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Tenant awarded compensation and apology after being left in mouldy, damp home for 18 months

The social housing tenant was forced to stop rainwater coming through windows and doors with towels for an entire winter

A local authority has been ordered to apologise and pay more than £2000 in compensation to a social housing tenant who had to live with mould in their home for more than 12 months.

A tenant in Greater Yarmouth had to put up with damp, mould, and water leaking through faulty doors and windows which were left unfixed through an entire winter.

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‘A serious failure’

The resident tried for ‘several years’ to get Greater Yarmouth Borough Council to address a number of issues, including mould throughout the property which had been there since he moved in.

The mould affected the kitchen and living room, meant one of the bedrooms was uninhabitable and also damaged a number of items.

Although these concerns went largely unaddressed, the landlord carried out other works to the home which proved to be faulty and caused further issues for the tenant.

New windows and doors which were fitted allowed water to leak through, forcing the tenant to attempt to block the rainwater with towels for an extended period of time.

Over an 18-month period many of the tenants complained and requests for repairs to be carried out were ignored or not acted upon other than temporary solutions, leaving faulty windows and doors in place throughout an entire winter.

The Housing Ombudsman found that “the landlord was aware of mould growth in several rooms” and was “therefore obliged to take steps to address the potential health and safety hazard”.

It added that not doing so “was a serious failure”.

The local authority initially offered £500 in compensation to the tenant, but the Housing Ombudsman ruled this was not sufficient given the impact on the tenant’s living conditions.

The housing ombudsman ruled that there had been “severe maladministration” by Great Yarmouth Borough council, in its handling of repairs and improvement works to the resident’s property.

It ordered the council to apologise to the tenant, provide a further £1700 in compensation and review its policies to avoid further similar incidents.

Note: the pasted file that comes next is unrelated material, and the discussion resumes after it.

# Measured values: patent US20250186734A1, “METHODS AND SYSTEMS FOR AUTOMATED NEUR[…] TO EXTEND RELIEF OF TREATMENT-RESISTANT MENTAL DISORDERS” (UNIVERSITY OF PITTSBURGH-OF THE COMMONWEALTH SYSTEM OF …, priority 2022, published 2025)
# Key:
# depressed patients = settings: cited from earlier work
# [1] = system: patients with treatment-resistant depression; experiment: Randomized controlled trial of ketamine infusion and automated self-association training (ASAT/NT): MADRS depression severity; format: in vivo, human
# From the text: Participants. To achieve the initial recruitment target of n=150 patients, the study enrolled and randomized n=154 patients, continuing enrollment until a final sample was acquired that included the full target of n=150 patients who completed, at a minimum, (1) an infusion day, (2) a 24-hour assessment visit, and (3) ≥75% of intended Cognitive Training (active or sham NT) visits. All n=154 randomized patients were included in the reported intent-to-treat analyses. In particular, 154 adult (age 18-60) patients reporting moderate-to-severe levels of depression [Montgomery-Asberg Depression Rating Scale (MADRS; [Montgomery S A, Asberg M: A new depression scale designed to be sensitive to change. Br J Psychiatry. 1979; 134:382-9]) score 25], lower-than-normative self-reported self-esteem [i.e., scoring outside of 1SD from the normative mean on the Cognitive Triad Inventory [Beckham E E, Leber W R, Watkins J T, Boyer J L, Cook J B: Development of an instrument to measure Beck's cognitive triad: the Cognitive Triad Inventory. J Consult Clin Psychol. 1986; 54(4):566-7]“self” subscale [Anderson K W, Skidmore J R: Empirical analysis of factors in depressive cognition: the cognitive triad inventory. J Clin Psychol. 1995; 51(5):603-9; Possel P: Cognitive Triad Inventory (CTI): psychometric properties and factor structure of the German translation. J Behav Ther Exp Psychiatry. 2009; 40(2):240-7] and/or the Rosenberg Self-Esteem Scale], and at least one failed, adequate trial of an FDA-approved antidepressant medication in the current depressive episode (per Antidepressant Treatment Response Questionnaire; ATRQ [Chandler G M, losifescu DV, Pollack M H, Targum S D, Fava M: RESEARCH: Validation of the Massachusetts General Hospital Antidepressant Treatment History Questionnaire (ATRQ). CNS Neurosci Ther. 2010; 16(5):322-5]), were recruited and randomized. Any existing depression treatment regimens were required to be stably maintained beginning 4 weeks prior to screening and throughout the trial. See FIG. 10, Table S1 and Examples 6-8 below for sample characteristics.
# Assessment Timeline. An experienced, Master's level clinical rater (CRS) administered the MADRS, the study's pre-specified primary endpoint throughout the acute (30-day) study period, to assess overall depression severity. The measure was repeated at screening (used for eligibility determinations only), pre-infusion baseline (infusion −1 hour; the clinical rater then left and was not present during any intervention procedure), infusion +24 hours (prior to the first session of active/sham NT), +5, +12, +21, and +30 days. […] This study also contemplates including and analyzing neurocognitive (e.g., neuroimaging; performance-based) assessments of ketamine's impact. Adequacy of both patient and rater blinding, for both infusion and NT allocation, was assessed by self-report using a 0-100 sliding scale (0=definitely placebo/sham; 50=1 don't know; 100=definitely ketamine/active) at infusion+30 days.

‘We are sorry’

Richard Blakeway, Housing Ombudsman, said: “It was a serious failure that the landlord failed to address the significant damp issue over the course of several months. The resident then had to raise concerns about the quality of the improvement works.

“It would have been appropriate for the landlord to prioritise putting those works right given the impact on the resident and that it was already aware of a pre-existing mould growth problem in the property. There is no evidence that it considered the resident’s concerns about the impact and that was a further serious failure.

“I welcome the landlord’s response to our findings and the changes it has made to the relevant procedures and processes. I would encourage other landlords to consider the learning this case offers.”

Great Yarmouth Borough Council apologised “for the mistakes in this case, which meant the service we provided fell below the standards that our tenants have a right to expect”.

A spokesperson said: ”We manage 5,700 homes providing detailed planned maintenance and upkeep regimes, and in the vast majority of cases we make prompt repairs where individual issues arise. That was sadly not the case here, and we had already apologised and offered compensation to the tenant before the case was reviewed by the Ombudsman.

“We are very grateful for the Ombudsman’s report and, although some items have been delayed due to the nature of the work and additional complications of safe working through the Covid-19 pandemic, we are working with the tenant to put things right. We have also made changes to our procedures around major works and the monitoring of contractors, and reviewed and updated our processes for ordering and managing work.

“We are sorry that our tenant and their family did not receive the proper care and attention to their home that they deserved, and once again we apologise to them for this.”